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Conwy Suspension Bridge

Conwy Suspension Bridge - Overview

Thomas Telford’s suspension bridge, built between 1822 and 1826 to carry the London - Holyhead Road across the river Conwy, is one of the oldest of its kind still in existence to date. The bridge measures 99.5m in length, with a road deck suspended from on two sets of fours chains from two battlemented towers. In designing his bridge, Thomas Telford took inspiration from the adjacent Conwy Castle and town walls so that the modern bridge would blend in harmoniously with the Norman architecture dominating the site. The bridge keeper’s single-room lodge likewise copies the Norman style of the castle. Before granting passage, this keeper would collect a toll stipulated by the mode of travel on foot, horse or in a carriage. The original wooden deck was replaced by an iron roadway in 1896, and in 1904 a pedestrian walkway was temporarily added to the north side of the bridge.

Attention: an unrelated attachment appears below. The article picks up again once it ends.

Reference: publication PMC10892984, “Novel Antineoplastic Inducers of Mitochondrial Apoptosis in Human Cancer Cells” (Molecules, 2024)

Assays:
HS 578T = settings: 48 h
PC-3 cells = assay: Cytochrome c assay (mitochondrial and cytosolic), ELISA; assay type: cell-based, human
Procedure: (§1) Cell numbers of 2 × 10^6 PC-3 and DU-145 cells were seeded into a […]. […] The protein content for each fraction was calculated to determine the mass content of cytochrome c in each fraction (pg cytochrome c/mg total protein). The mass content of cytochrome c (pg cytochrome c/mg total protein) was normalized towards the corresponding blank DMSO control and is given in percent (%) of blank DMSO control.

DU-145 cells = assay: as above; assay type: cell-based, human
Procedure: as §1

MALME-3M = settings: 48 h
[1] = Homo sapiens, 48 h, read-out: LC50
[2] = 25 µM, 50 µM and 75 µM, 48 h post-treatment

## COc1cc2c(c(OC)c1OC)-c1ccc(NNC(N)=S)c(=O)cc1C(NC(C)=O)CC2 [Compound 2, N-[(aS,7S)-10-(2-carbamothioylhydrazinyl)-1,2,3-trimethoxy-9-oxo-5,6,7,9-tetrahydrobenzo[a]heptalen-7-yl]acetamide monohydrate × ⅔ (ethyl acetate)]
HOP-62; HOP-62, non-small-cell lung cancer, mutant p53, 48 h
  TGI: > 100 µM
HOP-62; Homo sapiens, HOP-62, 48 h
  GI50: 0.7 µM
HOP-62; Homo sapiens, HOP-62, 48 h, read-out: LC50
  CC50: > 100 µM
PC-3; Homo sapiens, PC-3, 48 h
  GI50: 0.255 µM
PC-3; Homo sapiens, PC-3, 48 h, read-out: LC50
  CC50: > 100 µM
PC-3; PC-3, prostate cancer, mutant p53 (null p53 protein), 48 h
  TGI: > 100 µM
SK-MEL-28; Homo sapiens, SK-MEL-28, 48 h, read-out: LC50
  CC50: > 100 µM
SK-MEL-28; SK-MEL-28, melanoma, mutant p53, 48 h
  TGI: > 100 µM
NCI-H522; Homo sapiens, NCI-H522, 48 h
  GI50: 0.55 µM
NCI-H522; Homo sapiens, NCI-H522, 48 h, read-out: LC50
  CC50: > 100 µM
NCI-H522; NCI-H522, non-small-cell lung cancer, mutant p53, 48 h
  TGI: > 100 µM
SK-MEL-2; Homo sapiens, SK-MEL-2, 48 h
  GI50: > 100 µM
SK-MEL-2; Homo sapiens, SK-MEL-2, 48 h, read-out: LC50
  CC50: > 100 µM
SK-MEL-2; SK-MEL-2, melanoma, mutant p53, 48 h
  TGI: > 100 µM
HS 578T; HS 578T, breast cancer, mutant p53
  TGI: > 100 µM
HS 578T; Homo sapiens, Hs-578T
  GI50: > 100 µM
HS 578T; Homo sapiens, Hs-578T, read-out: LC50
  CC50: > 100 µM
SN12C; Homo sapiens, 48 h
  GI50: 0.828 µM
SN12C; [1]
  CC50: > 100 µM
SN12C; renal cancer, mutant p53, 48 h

Whereas the bridge formerly allowed horse carriages safe passage across the river, since the building of the new road bridge in 1958 it has been used only for pedestrian traffic. In 1965 it came under the care of the National Trust, and in 1981 the Toll Keepers cottage was listed as Grade I by Cadw.

Travelling through Wales shortly after the suspension bridge was finished, its elegant design reminded the French writer Basil-Joseph Ducos of fishing nets hung up to dry in the wind and he felt quite transported into a fairy tale.

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